Wimmera Farmer presents a monthly feature that profiles young people in agriculture and looks at what drove them to a life on the land.
GLENORCHY’S Damien Cooper believes farming in a small community is more than working on the land, it’s about giving back.
Damien, 30, grew up on his family’s mixed farming enterprise.
“I was born into farming, like most people in the industry,” he said.
“It’s pretty hard to get into it otherwise.”
His family’s business is about 70 per cent cropping and 30 per cent dohne self-replacing stud.
While Damien had farming in his blood, his parents encouraged him to pursue a different course.
“I was always encouraged to either get an apprenticeship or go to university and get a degree,” he said.
He studied a Bachelor of Agricultural Science and a Bachelor of Business at La Trobe University.
“Towards the end of my degree, I made the decision to come back home and continue farming with my father and uncle,” he said.
“The degrees were useful though – especially a business degree because these days all farmers need to have a bit of an idea of financing.”
“People have to put up their hand and help out with at least one thing, otherwise you are just taking from your community and not giving anything.”Glenorchy farmer Damien Cooper
Damien enjoys a life on the land.
“Obviously there are years like the past couple have been, which are tough,” he said.
“I saw a few tough years growing up as well.
“But you don’t know what tough years are really like until you are working in them.
“Then you have years like this one and 2010 and 2011, which were pretty fantastic.
“There are ups and downs with farming, just like there are days when you hate it and days when you love it.”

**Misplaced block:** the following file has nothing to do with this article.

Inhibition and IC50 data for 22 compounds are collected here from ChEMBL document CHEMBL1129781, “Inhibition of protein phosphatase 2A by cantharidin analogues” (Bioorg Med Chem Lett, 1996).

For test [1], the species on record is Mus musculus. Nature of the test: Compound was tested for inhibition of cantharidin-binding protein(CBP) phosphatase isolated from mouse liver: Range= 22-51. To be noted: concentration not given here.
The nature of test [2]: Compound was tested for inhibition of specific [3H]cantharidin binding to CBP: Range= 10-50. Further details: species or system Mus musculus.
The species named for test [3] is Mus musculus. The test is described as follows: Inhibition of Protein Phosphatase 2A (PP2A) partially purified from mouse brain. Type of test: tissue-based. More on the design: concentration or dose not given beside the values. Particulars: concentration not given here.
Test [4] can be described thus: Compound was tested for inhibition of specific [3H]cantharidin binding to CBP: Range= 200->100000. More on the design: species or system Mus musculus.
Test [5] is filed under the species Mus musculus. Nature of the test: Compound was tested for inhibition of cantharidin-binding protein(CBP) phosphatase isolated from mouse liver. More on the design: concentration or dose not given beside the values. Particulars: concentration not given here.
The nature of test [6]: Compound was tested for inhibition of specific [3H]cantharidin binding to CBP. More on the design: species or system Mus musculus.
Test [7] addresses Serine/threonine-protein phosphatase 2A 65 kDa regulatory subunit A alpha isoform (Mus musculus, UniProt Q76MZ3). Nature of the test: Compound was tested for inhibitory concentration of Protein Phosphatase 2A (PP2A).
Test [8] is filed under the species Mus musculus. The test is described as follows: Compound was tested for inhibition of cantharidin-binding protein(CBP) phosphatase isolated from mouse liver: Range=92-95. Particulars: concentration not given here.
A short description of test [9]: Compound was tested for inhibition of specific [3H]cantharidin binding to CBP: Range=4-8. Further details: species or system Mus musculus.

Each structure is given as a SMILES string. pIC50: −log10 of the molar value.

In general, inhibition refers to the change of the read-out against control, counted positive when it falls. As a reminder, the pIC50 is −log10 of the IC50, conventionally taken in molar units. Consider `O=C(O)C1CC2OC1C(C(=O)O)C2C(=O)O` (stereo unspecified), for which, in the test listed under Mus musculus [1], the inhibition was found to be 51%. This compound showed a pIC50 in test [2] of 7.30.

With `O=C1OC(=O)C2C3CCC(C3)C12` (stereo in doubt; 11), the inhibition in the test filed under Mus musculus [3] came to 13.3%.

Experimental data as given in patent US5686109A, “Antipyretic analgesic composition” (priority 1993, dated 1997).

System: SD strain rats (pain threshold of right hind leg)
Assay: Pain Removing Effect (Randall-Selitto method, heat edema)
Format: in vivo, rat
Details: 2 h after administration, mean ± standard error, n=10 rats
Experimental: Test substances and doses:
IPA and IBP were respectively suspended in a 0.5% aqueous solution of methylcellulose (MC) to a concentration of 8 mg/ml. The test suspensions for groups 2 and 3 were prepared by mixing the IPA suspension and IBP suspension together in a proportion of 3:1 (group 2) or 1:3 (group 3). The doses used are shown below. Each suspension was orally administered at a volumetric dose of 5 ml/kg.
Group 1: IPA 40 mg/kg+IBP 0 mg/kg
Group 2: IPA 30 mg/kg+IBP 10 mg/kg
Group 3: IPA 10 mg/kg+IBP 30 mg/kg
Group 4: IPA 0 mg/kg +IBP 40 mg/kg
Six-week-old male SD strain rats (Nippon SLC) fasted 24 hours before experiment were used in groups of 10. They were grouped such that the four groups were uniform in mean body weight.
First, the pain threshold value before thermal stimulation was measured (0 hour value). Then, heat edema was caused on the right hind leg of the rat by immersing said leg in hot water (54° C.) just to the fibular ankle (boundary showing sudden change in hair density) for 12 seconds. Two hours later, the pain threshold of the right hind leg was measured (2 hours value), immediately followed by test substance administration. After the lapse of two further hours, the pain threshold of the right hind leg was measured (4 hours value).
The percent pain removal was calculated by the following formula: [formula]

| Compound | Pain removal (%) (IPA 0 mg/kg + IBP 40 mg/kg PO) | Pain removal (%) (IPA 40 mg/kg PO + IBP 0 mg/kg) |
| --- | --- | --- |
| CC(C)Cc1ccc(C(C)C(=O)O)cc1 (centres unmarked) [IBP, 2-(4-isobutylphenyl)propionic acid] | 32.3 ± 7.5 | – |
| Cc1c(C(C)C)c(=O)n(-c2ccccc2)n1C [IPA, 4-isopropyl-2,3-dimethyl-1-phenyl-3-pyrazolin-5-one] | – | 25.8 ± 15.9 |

Damien also does contract harvesting and bailing.
Damien is president of the Rupanyup Major Events committee.
He said he was invited along to a meeting about six years ago.
“I didn’t know anything about it – I knew it was a committee that organised the Barley Banquet but I had never been to a banquet,” he said. “My agronomist invited me and I turned up and it was a committee meeting.
“I’ve been involved ever since.”
Damien said the committee was a good opportunity to catch up with other people.
He said it was vital that people in smaller communities were involved in committees.
“You don’t have to go on every committee that’s going round, but I would encourage everyone living in the country to be on at least one committee,” he said.
“The lack of people out there these days with people moving away and farms consolidating makes it difficult.
“People have to put up their hand and help out with at least one thing, otherwise you are just taking from your community and not giving anything back.” Damien is also a member of Birchip Cropping Group’s young farmer group.
“It’s just a bunch of people who are similar age to me with similar ideas,” he said.
“It’s a great way to try to find out what’s relevant in farming and it’s always handy to compare notes with other farmers – you learn more from other people.”
Damien said the group also gave him an opportunity to break up the work cycle.
WHILE there are no guarantees in farming, Damien hoped he would still be hard at work with his family in the next five to 10 years.
“Hopefully we have a bit of consistency in the seasons though,” he said. “It would be great in 10 years time if we are in the same position that we are now – if not better.”